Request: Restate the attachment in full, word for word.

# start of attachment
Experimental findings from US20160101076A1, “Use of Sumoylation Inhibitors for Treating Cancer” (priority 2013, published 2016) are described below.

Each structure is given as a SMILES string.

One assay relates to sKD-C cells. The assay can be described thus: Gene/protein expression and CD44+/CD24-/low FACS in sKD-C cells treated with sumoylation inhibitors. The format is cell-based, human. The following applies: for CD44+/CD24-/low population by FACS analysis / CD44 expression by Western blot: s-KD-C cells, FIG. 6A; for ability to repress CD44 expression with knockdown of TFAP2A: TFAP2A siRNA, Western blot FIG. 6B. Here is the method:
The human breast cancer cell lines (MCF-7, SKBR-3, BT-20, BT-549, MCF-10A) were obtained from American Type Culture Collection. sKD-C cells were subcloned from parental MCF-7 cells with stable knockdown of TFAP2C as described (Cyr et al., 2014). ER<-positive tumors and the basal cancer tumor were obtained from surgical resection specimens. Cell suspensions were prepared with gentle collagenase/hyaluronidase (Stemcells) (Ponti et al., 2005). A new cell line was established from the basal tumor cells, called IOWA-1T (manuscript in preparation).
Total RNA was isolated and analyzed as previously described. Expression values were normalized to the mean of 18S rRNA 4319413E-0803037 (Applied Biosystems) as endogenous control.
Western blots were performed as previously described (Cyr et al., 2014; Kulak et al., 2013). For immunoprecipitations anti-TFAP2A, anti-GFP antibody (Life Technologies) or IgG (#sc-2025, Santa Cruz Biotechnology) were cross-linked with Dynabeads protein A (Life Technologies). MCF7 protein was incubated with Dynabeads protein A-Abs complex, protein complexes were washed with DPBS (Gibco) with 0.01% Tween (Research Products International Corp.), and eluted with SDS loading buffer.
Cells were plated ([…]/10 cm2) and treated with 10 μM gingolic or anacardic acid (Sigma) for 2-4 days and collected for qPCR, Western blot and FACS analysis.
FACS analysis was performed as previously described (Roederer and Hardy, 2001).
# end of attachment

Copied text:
Experimental findings from US20160101076A1, “Use of Sumoylation Inhibitors for Treating Cancer” (priority 2013, published 2016) are described below.

Each structure is given as a SMILES string.

One assay relates to sKD-C cells. The assay can be described thus: Gene/protein expression and CD44+/CD24-/low FACS in sKD-C cells treated with sumoylation inhibitors. The format is cell-based, human. The following applies: for CD44+/CD24-/low population by FACS analysis / CD44 expression by Western blot: s-KD-C cells, FIG. 6A; for ability to repress CD44 expression with knockdown of TFAP2A: TFAP2A siRNA, Western blot FIG. 6B. Here is the method:
The human breast cancer cell lines (MCF-7, SKBR-3, BT-20, BT-549, MCF-10A) were obtained from American Type Culture Collection. sKD-C cells were subcloned from parental MCF-7 cells with stable knockdown of TFAP2C as described (Cyr et al., 2014). ER<-positive tumors and the basal cancer tumor were obtained from surgical resection specimens. Cell suspensions were prepared with gentle collagenase/hyaluronidase (Stemcells) (Ponti et al., 2005). A new cell line was established from the basal tumor cells, called IOWA-1T (manuscript in preparation).
Total RNA was isolated and analyzed as previously described. Expression values were normalized to the mean of 18S rRNA 4319413E-0803037 (Applied Biosystems) as endogenous control.
Western blots were performed as previously described (Cyr et al., 2014; Kulak et al., 2013). For immunoprecipitations anti-TFAP2A, anti-GFP antibody (Life Technologies) or IgG (#sc-2025, Santa Cruz Biotechnology) were cross-linked with Dynabeads protein A (Life Technologies). MCF7 protein was incubated with Dynabeads protein A-Abs complex, protein complexes were washed with DPBS (Gibco) with 0.01% Tween (Research Products International Corp.), and eluted with SDS loading buffer.
Cells were plated ([…]/10 cm2) and treated with 10 μM gingolic or anacardic acid (Sigma) for 2-4 days and collected for qPCR, Western blot and FACS analysis.
FACS analysis was performed as previously described (Roederer and Hardy, 2001).